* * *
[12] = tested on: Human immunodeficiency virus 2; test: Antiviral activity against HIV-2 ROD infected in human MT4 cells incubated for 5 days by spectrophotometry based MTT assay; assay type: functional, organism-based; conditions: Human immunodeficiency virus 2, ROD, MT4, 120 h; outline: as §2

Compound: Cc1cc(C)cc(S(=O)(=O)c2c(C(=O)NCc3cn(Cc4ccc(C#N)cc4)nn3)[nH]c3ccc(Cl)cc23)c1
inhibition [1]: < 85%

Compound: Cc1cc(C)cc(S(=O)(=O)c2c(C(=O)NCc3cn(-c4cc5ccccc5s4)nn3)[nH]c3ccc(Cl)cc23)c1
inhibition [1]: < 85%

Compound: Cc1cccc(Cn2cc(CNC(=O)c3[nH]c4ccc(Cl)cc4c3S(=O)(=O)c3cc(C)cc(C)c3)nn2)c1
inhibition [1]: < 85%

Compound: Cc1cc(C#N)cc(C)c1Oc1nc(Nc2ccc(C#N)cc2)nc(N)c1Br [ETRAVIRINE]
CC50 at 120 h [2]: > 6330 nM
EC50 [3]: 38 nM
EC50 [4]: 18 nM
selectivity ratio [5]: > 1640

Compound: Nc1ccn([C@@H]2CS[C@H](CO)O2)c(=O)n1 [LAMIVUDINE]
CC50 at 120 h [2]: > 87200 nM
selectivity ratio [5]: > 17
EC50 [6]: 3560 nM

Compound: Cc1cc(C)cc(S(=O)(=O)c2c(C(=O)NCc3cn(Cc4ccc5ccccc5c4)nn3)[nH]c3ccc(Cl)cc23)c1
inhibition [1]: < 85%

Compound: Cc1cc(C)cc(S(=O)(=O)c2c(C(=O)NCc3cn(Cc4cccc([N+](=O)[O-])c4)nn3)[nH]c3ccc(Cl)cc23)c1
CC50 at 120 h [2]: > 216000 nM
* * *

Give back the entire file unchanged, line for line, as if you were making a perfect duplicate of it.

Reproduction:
[12] = tested on: Human immunodeficiency virus 2; test: Antiviral activity against HIV-2 ROD infected in human MT4 cells incubated for 5 days by spectrophotometry based MTT assay; assay type: functional, organism-based; conditions: Human immunodeficiency virus 2, ROD, MT4, 120 h; outline: as §2

Compound: Cc1cc(C)cc(S(=O)(=O)c2c(C(=O)NCc3cn(Cc4ccc(C#N)cc4)nn3)[nH]c3ccc(Cl)cc23)c1
inhibition [1]: < 85%

Compound: Cc1cc(C)cc(S(=O)(=O)c2c(C(=O)NCc3cn(-c4cc5ccccc5s4)nn3)[nH]c3ccc(Cl)cc23)c1
inhibition [1]: < 85%

Compound: Cc1cccc(Cn2cc(CNC(=O)c3[nH]c4ccc(Cl)cc4c3S(=O)(=O)c3cc(C)cc(C)c3)nn2)c1
inhibition [1]: < 85%

Compound: Cc1cc(C#N)cc(C)c1Oc1nc(Nc2ccc(C#N)cc2)nc(N)c1Br [ETRAVIRINE]
CC50 at 120 h [2]: > 6330 nM
EC50 [3]: 38 nM
EC50 [4]: 18 nM
selectivity ratio [5]: > 1640

Compound: Nc1ccn([C@@H]2CS[C@H](CO)O2)c(=O)n1 [LAMIVUDINE]
CC50 at 120 h [2]: > 87200 nM
selectivity ratio [5]: > 17
EC50 [6]: 3560 nM

Compound: Cc1cc(C)cc(S(=O)(=O)c2c(C(=O)NCc3cn(Cc4ccc5ccccc5c4)nn3)[nH]c3ccc(Cl)cc23)c1
inhibition [1]: < 85%

Compound: Cc1cc(C)cc(S(=O)(=O)c2c(C(=O)NCc3cn(Cc4cccc([N+](=O)[O-])c4)nn3)[nH]c3ccc(Cl)cc23)c1
CC50 at 120 h [2]: > 216000 nM